For example, my company, Southern Manufacturing Technologies, gives tours to high school and even middle school groups, works with various groups advocating STEM education, supports robotics competitions such as the National Tooling and Machining Association’s National Robotics League championships in Indianapolis in early May, and other similar ongoing initiatives.
Manufacturing is a very viable career path for today’s young people, and there’s no reason that should remain the best kept secret in the U.S. economy for much longer. But it’s our industry’s responsibilities to start changing misperceptions about manufacturing.
As far as tax reform goes, the far-reaching effects of the policy decisions we’re starting to discuss today cannot be overstated. They say there is no greater determinant to a firm’s behavior than tax policy, and that’s something that policymakers need to keep in mind over the coming months.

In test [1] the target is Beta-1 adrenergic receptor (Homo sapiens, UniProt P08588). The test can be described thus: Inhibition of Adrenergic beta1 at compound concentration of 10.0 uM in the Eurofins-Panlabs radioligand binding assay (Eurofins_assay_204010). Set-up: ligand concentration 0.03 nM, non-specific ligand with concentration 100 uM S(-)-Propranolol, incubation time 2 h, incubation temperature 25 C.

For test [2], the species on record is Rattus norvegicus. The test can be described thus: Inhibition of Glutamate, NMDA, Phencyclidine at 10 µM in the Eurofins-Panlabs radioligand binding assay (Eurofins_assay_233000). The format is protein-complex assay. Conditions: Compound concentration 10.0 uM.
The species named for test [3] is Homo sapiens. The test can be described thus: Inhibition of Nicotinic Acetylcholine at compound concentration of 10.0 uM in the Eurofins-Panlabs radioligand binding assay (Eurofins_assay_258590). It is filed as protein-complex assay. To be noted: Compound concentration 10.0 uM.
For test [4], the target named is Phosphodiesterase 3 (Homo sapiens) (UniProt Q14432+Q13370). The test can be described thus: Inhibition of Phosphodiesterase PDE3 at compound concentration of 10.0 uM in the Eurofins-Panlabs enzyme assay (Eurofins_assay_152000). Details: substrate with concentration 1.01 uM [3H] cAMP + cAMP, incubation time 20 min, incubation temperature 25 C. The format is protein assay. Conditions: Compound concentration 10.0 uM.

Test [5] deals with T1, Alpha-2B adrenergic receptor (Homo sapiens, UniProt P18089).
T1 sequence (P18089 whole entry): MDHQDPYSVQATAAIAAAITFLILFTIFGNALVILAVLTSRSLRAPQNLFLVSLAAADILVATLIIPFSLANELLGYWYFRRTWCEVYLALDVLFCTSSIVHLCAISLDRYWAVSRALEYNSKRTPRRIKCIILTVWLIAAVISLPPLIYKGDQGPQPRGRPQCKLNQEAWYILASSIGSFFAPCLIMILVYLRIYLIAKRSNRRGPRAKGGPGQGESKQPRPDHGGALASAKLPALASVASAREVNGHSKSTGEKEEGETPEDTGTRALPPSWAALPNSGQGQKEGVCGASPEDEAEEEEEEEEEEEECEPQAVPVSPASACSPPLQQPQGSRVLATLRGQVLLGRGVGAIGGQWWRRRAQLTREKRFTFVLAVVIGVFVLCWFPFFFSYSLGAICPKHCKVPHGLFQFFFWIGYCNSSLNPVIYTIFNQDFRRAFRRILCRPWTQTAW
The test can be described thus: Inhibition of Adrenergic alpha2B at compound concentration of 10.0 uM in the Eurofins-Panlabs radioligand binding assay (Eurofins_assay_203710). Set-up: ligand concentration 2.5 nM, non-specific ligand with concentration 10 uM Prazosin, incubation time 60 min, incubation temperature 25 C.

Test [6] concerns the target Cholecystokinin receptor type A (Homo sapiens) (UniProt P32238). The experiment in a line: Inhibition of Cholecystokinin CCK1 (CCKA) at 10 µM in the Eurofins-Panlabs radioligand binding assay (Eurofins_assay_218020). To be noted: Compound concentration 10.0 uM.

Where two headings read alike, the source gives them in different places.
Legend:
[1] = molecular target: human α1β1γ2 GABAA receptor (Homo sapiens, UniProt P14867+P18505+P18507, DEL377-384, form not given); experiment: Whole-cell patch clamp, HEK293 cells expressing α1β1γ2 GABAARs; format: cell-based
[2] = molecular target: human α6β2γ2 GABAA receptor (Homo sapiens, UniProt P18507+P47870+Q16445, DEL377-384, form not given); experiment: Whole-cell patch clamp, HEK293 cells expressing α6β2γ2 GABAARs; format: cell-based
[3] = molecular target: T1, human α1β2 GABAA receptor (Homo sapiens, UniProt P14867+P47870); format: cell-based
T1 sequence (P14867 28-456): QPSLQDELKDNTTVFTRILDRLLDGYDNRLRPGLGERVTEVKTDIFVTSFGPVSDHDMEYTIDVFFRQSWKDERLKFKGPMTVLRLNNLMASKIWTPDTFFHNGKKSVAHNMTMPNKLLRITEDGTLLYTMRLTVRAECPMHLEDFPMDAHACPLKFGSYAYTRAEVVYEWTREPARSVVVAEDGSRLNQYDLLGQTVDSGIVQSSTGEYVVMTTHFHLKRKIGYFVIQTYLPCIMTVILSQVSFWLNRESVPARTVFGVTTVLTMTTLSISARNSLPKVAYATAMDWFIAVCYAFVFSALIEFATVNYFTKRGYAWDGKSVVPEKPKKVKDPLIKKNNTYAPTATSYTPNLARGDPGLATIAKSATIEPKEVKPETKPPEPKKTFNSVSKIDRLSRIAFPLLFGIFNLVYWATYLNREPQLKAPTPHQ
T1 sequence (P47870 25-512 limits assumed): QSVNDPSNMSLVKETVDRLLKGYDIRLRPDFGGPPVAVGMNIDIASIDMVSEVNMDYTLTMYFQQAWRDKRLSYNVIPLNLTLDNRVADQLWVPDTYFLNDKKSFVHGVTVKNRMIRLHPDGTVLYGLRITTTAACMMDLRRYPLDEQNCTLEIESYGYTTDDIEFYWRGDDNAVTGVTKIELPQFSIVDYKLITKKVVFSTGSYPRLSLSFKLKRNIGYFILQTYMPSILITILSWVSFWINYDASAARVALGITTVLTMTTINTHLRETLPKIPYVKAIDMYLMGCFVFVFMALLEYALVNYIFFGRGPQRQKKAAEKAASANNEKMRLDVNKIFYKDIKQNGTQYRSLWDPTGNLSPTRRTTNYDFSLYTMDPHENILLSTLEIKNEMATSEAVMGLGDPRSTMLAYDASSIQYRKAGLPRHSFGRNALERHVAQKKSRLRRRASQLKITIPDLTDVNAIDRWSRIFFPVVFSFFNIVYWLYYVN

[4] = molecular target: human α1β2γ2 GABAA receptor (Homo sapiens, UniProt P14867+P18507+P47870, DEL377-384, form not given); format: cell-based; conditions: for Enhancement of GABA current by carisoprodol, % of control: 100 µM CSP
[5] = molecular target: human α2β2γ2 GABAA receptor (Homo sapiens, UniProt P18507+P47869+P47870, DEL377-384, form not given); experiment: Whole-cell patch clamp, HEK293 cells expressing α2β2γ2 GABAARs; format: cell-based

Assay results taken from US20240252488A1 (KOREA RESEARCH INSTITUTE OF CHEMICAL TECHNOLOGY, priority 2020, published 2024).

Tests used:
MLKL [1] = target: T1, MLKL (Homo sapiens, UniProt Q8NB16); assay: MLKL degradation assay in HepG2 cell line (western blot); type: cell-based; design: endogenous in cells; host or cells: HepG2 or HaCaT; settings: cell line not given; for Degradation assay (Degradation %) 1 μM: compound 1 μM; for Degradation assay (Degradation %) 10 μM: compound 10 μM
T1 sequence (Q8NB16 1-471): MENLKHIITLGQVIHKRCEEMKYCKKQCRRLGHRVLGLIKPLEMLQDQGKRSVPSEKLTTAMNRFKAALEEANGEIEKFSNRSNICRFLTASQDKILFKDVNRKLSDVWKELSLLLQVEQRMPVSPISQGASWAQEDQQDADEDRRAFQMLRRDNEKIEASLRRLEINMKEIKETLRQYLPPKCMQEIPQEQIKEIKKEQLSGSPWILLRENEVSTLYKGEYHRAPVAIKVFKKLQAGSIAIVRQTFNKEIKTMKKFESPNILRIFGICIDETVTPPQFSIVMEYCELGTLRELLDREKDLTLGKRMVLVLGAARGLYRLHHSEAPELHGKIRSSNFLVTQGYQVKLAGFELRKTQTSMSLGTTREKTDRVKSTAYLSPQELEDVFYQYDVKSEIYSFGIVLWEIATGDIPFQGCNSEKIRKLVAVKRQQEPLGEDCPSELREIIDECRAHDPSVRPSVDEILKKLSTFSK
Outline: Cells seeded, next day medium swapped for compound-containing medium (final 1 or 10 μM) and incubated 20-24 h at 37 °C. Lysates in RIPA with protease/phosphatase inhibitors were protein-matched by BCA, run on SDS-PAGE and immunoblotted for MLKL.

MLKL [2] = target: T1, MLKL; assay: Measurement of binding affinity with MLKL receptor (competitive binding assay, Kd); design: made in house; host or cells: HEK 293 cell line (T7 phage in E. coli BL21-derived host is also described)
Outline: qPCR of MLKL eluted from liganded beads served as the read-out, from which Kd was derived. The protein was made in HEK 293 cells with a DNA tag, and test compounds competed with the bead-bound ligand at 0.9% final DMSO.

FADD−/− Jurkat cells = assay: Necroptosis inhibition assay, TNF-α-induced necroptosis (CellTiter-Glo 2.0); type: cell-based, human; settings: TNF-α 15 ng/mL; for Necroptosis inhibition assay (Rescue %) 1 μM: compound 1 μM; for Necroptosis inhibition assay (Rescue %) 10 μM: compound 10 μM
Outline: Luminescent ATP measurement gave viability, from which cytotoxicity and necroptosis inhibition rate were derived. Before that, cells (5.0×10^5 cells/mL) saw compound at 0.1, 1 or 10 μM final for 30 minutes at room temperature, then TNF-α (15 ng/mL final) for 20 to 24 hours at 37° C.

Unfortunately, some who claim they want to tax the “rich” need to be reminded that many of these are small business owners who report a certain income due to the way they file taxes but reinvest most of their profits back into the plant, equipment, and employees. They are not the Bill Gates or Gordon Geckos of the world – they are ordinary citizens and entrepreneurs in towns across the country who pay their taxes and reinvest their profits back into their companies.
As a group these companies are some of this country’s greatest job creators. Increases in tax rates affecting business owners and other small manufacturers will stop growth. Policymakers need to understand who they’re really affecting when they talk about tax reform.
PE: How do the efforts at NTMA align with those of the Manufacturing Council? What specific issues at NTMA do you think the Manufacturing Council needs to hear more about?